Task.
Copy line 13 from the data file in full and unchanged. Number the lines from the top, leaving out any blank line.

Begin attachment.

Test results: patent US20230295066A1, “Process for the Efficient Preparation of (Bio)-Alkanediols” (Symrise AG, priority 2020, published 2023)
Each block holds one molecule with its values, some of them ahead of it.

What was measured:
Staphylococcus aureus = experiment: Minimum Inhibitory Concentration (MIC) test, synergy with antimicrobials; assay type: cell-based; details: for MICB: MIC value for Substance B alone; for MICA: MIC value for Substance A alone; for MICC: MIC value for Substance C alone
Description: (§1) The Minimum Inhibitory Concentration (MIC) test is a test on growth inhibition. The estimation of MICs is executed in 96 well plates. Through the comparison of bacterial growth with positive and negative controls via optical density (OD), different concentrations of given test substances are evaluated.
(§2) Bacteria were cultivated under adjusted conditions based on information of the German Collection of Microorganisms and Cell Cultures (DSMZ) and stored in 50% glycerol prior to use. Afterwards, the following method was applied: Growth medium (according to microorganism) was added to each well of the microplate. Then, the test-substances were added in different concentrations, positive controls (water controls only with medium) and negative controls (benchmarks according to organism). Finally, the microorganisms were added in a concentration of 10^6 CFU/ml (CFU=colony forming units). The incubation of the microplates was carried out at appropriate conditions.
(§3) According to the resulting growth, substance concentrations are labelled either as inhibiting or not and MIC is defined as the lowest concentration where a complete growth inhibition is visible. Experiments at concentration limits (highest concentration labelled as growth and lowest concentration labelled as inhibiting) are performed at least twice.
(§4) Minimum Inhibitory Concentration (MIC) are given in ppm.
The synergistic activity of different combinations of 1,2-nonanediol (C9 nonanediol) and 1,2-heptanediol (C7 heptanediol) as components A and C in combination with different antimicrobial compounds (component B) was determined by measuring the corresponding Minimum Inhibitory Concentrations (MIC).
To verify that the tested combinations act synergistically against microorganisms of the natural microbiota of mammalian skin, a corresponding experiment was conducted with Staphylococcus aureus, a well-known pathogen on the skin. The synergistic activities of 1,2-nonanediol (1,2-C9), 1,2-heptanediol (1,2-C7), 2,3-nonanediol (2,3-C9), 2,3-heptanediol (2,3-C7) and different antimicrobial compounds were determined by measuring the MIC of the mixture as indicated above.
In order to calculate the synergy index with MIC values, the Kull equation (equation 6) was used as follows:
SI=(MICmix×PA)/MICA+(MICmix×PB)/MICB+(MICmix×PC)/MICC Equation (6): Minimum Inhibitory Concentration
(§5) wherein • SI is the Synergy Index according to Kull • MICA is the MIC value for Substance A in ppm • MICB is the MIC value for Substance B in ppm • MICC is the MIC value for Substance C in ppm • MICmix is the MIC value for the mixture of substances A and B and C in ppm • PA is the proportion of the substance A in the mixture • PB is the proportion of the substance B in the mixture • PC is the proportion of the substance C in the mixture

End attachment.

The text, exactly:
(§5) wherein • SI is the Synergy Index according to Kull • MICA is the MIC value for Substance A in ppm • MICB is the MIC value for Substance B in ppm • MICC is the MIC value for Substance C in ppm • MICmix is the MIC value for the mixture of substances A and B and C in ppm • PA is the proportion of the substance A in the mixture • PB is the proportion of the substance B in the mixture • PC is the proportion of the substance C in the mixture